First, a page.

Two of the wines, one Pinot Noir and one Cab, are made by winemaker Ernst Storm. We are so lucky to have met Ernst and his family as he has such a great attitude about life, and about making wine. He is featured in one of our first blogs. His philosophy is to source from the best vineyards the area has to offer, and to guide the wine-making process to produce wines that truly reflect the area. His roots are in South Africa where he and his brother still make wine under a different label. Now he’s enjoying the unique climate of California’s Central Coast. You may see his Sauvignon Blanc on some restaurant menus as it’s become very popular. His other wines are very small production, so you are one of the few that get to enjoy them!

Our third wine is made by the same winemaker, Wes Hagen, who wrote the note to you above. He also made the Clos Pepe wines that many of you have really liked in our first shipment. Note: we still have those limited-edition wines available if you’d like to order them while they last! He is now working for J. Wilkes as Winemaker and Brand Ambassador, working his magic with those wines. Wes is truly dedicated to the wine industry and spends most of his time traveling around the country educating people about this special wine region. He knows more about wine that anyone else I’ve met!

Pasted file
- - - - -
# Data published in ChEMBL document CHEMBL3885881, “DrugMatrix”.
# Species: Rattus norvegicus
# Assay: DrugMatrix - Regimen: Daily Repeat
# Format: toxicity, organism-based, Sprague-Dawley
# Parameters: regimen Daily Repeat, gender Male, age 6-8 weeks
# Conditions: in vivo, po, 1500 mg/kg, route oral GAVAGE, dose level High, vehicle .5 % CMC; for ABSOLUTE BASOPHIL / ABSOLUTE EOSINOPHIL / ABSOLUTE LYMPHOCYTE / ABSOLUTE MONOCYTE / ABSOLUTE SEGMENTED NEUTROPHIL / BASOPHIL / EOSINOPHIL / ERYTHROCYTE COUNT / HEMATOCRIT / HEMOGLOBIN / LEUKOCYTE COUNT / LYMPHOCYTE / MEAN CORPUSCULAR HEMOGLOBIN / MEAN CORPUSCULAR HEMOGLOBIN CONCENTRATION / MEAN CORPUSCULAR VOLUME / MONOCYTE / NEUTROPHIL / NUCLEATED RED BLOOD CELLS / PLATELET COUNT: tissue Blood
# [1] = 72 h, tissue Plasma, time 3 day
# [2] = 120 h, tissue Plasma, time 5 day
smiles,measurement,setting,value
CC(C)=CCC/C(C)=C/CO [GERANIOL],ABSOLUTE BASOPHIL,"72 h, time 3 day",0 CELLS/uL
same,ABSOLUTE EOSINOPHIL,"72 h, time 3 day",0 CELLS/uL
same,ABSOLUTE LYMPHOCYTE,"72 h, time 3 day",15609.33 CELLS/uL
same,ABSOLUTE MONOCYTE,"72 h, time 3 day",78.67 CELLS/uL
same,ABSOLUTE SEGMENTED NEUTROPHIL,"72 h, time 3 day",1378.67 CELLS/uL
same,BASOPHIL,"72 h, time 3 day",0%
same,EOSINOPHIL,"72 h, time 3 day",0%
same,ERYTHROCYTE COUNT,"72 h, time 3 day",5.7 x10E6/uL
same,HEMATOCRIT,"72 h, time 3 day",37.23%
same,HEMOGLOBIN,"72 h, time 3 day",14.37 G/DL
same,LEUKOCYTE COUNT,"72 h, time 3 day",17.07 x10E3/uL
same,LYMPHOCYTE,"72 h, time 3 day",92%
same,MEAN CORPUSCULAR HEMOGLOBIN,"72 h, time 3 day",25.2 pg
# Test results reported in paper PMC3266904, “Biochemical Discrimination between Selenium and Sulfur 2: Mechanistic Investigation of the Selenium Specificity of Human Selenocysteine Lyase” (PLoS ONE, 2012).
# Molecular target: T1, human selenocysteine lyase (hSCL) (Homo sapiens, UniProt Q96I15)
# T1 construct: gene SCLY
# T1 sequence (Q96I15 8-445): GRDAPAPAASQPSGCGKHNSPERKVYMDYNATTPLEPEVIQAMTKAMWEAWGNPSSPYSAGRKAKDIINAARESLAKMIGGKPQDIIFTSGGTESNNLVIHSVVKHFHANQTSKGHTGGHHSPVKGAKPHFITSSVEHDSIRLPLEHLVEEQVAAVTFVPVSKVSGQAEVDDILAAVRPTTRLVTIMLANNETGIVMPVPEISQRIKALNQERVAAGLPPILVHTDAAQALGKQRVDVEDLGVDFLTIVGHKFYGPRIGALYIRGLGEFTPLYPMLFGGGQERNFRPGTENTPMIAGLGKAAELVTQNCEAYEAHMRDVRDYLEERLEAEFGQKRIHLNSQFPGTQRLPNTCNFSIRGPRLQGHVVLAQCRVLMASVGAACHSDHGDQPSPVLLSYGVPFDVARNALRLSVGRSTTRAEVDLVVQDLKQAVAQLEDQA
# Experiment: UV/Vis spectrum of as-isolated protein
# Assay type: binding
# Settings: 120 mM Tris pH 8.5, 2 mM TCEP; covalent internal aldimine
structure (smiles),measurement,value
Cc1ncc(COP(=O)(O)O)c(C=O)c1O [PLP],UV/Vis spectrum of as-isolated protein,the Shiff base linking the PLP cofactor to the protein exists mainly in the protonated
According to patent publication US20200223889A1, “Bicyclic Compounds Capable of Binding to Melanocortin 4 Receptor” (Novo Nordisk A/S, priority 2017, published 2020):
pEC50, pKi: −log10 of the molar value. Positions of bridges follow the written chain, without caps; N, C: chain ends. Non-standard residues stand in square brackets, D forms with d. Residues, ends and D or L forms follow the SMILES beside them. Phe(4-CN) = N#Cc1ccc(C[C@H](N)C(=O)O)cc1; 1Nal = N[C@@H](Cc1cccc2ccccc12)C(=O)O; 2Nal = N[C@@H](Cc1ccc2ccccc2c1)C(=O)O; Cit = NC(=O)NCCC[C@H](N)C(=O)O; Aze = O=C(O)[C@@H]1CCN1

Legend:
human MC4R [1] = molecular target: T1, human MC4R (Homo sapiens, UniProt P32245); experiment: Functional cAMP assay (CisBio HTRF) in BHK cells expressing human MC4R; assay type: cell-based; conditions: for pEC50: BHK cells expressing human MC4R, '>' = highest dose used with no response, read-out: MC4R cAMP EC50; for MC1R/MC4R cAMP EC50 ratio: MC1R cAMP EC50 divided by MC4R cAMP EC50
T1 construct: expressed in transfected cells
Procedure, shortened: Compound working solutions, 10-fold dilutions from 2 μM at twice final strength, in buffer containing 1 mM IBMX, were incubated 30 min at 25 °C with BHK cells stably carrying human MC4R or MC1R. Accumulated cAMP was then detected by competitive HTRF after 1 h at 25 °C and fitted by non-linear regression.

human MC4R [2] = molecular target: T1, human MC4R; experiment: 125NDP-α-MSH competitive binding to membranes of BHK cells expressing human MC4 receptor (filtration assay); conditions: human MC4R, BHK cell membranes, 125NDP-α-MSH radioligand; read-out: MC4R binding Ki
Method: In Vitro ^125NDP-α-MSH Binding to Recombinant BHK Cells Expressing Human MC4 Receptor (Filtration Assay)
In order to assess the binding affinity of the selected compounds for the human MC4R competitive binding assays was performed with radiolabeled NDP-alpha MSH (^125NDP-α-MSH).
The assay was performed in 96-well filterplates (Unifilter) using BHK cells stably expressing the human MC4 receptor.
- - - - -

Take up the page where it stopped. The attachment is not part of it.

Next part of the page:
As always, we appreciate your membership, and would truly appreciate any referrals to other wine-lovers who would enjoy the Club! And if you have any questions, suggestions, or need any information, please don’t hesitate to ask!


Mike and Mary


2015 Storm Wines Pinot Noir – Duvarita Vineyard:

Ernst Storm produces a few Pinot Noirs from different vineyards, all great, but this is our favorite. Duvarita Vineyard is six miles from the Pacific Ocean, in the renown Sta Rita Hills AVA, making it one of the closest to the ocean in Santa Barbara County. Biodynamically grown grapes, meticulous winemaking and a combination of three Dijon clones create a wine that captures both vintage and site. When a vineyard is biodynamic, it is free of pesticides and other chemicals and the focus is creating a self-sustaining ecosystem to produce the best organic fruit possible. It takes a very hands-on approach to make it work. The evidence is in the wonderful aromas of dark fruit, forest floor and spice, with delicate dark fruit and fine tannin filling out the rich palate.